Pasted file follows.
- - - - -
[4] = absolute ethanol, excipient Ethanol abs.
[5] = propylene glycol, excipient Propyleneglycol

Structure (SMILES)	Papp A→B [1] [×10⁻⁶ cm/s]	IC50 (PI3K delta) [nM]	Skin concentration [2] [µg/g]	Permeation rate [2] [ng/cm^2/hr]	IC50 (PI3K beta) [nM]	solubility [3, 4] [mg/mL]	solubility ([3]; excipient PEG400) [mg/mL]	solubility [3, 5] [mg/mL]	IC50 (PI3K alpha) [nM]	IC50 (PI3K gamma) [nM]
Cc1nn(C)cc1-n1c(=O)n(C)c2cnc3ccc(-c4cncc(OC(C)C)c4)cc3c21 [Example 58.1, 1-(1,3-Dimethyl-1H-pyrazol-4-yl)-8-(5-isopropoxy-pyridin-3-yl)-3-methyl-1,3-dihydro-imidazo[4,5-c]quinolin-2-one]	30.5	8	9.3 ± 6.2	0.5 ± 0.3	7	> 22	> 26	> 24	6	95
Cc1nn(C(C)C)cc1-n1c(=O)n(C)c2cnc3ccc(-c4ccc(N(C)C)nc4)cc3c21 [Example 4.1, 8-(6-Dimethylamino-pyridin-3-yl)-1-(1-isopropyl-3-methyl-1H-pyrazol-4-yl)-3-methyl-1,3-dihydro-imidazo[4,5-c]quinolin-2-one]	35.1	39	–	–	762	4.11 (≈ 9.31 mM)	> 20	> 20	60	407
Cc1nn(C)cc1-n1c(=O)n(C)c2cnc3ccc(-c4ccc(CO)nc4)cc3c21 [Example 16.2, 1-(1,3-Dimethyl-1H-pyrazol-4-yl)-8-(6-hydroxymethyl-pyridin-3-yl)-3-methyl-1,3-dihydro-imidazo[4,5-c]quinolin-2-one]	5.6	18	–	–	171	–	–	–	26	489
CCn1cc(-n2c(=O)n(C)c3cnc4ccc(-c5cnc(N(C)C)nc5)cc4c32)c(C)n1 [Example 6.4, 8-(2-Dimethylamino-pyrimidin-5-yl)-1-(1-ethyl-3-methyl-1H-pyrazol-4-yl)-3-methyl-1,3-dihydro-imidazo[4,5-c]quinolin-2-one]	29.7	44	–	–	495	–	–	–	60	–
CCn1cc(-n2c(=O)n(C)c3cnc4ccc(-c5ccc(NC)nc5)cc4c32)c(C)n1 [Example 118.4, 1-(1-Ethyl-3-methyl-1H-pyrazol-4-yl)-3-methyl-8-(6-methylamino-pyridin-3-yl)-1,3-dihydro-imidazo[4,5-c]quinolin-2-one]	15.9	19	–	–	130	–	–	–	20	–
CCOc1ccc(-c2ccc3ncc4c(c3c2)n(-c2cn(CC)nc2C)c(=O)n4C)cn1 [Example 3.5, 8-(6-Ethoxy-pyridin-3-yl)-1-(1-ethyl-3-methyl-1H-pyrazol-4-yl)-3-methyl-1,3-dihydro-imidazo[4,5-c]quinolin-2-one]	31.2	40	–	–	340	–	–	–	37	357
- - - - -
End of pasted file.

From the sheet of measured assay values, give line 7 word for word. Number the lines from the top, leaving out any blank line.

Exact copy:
CCn1cc(-n2c(=O)n(C)c3cnc4ccc(-c5cnc(N(C)C)nc5)cc4c32)c(C)n1 [Example 6.4, 8-(2-Dimethylamino-pyrimidin-5-yl)-1-(1-ethyl-3-methyl-1H-pyrazol-4-yl)-3-methyl-1,3-dihydro-imidazo[4,5-c]quinolin-2-one]	29.7	44	–	–	495	–	–	–	60	–